8 gardening hacks using everyday household items

Gardening is incredibly rewarding, and it doesn’t have to cost the earth. There are plenty of household items that will be lying around in abundance that you can use to give your plants a healthy boost. The gardening experts Greenhouse Sensation bring you eight amazing horticultural hacks that you need to start trying today.

  1. Baking soda

If you’re already familiar with household tips and tricks, you’ll know that baking soda is a very useful tool to have at your disposal, with plenty of uses for your garden too.

Notice that your flowers and shrubs are suffering from a little fungus? Mix three tablespoons of baking soda with a gallon of lukewarm water and spray the affected plants at least once a week. It should clear up in no time.

  1. Eggshells and coffee grounds

Did you know that some of your common kitchen waste items can be used to give your garden a boost? Weather you have a huge garden or a little composter, take your waste eggshells and coffee grounds and mix them into your soil. It’s a double win; they give your soil nutrients and help prevent blossom-rot on vegetables.

Eggshells can also be crushed into smaller pieces and sprinkled around plants to deter pests, encourage seedlings to grow and fertilise.

  1. Egg cartons

Every gardener feels a surge of happiness once the winter frost starts to melt and spring appears from around the corner. The perfect way to get a headstart on growing your seedlings is to use an empty egg cartons to plan them. Each egg hole can fit the perfect amount of soil, so simply place on a water proof surface, plant your seeds and watch them grow on your windowsill.

  1. Soap shavings

Squirrels can be adorable, but for gardeners they can also be a nuisance. There’s nothing worse than planting seeds and baby plants only to have squirrels dig up the soil and even the plants themselves. Want an easy way to solve this problem? Grate a bar of bath soap on the soil around your plants – depending on the size of your garden one or two bars should be plenty and it lasts for a good few weeks.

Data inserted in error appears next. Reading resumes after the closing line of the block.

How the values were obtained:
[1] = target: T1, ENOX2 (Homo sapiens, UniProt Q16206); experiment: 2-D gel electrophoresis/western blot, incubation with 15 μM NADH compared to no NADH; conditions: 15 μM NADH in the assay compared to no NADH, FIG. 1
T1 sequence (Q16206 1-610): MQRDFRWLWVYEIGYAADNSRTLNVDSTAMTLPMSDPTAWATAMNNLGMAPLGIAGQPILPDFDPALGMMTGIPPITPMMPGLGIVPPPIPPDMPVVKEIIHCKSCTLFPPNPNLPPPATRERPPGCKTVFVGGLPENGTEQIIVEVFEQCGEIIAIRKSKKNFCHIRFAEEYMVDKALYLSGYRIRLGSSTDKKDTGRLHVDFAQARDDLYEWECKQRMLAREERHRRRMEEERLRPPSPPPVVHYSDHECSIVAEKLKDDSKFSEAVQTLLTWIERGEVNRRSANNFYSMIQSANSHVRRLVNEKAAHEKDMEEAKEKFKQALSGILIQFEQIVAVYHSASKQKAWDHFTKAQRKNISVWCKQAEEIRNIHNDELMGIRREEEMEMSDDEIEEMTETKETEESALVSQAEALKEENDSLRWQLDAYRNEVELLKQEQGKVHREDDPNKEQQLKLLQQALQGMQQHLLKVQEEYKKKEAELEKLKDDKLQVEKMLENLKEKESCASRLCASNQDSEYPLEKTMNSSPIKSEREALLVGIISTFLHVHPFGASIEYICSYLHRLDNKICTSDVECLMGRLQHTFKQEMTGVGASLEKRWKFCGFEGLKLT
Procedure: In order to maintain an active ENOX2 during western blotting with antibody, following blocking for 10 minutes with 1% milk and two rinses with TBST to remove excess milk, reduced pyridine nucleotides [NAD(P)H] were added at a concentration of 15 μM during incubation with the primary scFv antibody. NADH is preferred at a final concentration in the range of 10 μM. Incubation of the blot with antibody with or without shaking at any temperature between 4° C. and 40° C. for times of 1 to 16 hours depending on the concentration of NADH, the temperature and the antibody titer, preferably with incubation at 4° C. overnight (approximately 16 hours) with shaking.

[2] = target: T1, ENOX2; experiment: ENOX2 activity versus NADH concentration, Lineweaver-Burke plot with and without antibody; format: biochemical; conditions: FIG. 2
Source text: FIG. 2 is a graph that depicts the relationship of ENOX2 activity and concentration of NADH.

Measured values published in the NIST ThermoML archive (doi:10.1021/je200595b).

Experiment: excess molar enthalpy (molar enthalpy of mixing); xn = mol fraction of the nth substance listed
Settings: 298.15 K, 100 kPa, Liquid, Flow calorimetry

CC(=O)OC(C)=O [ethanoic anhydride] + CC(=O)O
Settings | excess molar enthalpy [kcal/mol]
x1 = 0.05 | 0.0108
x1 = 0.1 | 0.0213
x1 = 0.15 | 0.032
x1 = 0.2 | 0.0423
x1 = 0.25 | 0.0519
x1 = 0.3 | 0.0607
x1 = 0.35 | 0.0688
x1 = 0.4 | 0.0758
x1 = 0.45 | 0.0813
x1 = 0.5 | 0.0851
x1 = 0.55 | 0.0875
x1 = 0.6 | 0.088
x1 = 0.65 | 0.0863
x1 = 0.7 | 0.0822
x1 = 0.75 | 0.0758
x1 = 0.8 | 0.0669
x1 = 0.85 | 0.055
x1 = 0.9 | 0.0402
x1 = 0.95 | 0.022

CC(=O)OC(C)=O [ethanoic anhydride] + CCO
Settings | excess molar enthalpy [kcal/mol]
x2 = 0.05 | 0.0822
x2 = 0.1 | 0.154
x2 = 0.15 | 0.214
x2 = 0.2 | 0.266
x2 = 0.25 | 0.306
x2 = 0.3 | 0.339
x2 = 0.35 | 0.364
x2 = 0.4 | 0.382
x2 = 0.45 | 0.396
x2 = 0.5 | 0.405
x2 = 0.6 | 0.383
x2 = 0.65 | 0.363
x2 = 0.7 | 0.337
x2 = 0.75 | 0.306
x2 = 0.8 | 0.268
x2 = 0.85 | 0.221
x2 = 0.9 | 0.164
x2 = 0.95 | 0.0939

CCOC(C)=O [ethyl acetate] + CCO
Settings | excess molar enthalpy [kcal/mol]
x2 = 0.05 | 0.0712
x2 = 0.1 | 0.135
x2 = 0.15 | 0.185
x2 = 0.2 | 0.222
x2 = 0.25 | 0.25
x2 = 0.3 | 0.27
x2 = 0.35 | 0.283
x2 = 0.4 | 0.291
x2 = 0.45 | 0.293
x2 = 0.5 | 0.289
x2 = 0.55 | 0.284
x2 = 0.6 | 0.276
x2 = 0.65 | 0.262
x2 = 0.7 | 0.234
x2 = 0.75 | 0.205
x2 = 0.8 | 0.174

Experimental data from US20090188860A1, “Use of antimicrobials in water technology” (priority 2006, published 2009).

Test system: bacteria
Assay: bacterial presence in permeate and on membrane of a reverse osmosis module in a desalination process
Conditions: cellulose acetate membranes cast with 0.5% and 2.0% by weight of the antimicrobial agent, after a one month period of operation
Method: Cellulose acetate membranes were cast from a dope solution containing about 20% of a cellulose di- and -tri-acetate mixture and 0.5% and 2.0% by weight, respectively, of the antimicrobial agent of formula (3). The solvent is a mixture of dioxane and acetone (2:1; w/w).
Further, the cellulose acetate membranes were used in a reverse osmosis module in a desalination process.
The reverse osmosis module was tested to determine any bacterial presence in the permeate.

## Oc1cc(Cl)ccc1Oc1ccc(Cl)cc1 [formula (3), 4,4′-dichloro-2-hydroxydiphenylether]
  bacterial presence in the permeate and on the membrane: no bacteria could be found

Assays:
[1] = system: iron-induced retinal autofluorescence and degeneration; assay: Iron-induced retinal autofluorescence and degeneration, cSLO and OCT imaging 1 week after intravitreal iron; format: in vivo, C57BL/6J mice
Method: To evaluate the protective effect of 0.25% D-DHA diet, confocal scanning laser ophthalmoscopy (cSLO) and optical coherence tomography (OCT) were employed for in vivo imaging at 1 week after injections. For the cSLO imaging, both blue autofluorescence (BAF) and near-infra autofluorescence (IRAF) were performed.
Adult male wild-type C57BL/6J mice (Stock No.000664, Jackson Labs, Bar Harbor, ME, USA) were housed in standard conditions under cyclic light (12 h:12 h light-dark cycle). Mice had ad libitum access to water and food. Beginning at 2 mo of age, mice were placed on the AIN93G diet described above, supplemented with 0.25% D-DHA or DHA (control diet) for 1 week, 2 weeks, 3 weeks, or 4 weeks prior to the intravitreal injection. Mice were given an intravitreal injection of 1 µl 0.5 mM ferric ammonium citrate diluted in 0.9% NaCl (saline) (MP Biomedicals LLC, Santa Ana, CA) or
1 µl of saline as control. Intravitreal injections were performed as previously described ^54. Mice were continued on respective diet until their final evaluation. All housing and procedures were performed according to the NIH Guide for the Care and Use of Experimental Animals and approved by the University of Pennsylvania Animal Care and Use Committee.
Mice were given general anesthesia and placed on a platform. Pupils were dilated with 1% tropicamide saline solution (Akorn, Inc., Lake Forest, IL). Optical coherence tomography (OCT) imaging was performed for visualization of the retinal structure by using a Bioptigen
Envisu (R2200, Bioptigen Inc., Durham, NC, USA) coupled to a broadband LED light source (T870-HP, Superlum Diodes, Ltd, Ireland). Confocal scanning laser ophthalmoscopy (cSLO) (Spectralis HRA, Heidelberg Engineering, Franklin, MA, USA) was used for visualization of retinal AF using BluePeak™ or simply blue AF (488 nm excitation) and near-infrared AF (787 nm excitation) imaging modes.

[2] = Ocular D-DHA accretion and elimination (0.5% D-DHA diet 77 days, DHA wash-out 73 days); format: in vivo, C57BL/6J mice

1. Vinegar

Vinegar is an incredible tool to have in your gardening arsenal. It can be used to remove rust from your gardening tools, add a much needed sparkle and shine to plastic patio furniture, kill emerging weeds on your path, and it’s a chemical-free way to clean bird and butterfly feeders.

It’s also good to use during harvest season. Diluted vinegar can be used to scrub off those stubborn berry stains, and add a spoonful to your vase of water when displaying freshly cut flowers inside.

  1. Old pennies

Who doesn’t have a load of old rusty pennies lying around? Even those old foreign copper coins at the bottom of the kitchen drawer will work. Copper is an incredible fungicide so take the time to bury a few coins in places around your garden to keep the soil healthy and to fend off fungal infections.

  1. Aluminium foil

Did you know that while aluminium foil is pretty much 100% recyclable, it is often not accepted due to being covered in food waste? But don’t worry because you can use it in your garden instead.

Twist strips of foil around the branches of your fruit trees to protect from birds. It works by making a noise in the wind and reflects the light to put them off landing. And you can wrap the base of your young plants and shrubs with foil up to waist height to put off deer, rabbits and mice from feeding.

When you scatter your mulch, mix in small pieces of foil to deter pests that are sensitive to light away from your vegetable patch and plants.

  1. Newspaper and cardboard

If you’re working towards a chemical-free garden, then paper is your new best friend. Newspaper is biodegradable so can be placed under newly dug plant beds to kill off the grass and weeds and prevent them from growing back. It also encourages earthworms which can keep the soil healthy.

Add old newspaper to your compost heap to get rid of nasty smells. And there’s no need to worry about toxins from the ink; most modern publishers use soy which is an organic pigment.

Making the Most of your Garden this Summer

Although the great British Summer is notoriously unpredictable when it comes to the weather, the warm, sunny spells we’ve been having recently does give us a chance to make the most of our garden or outdoor space, whilst we can.  Due to being neglected during the winter months and the lack of sunshine we get in the summertime, many people are unsure how to make the most of their gardens when it begins to warm up. The thought of cutting bushes, potting plants and mowing lawns can be pretty daunting to some and many of us don’t have the money to go all out on the garden furniture, the built in BBQ’s and the hot tubs, but there are definitely simpler ways of enjoying the outdoors during a rare bit of British heat.


Dining Alfresco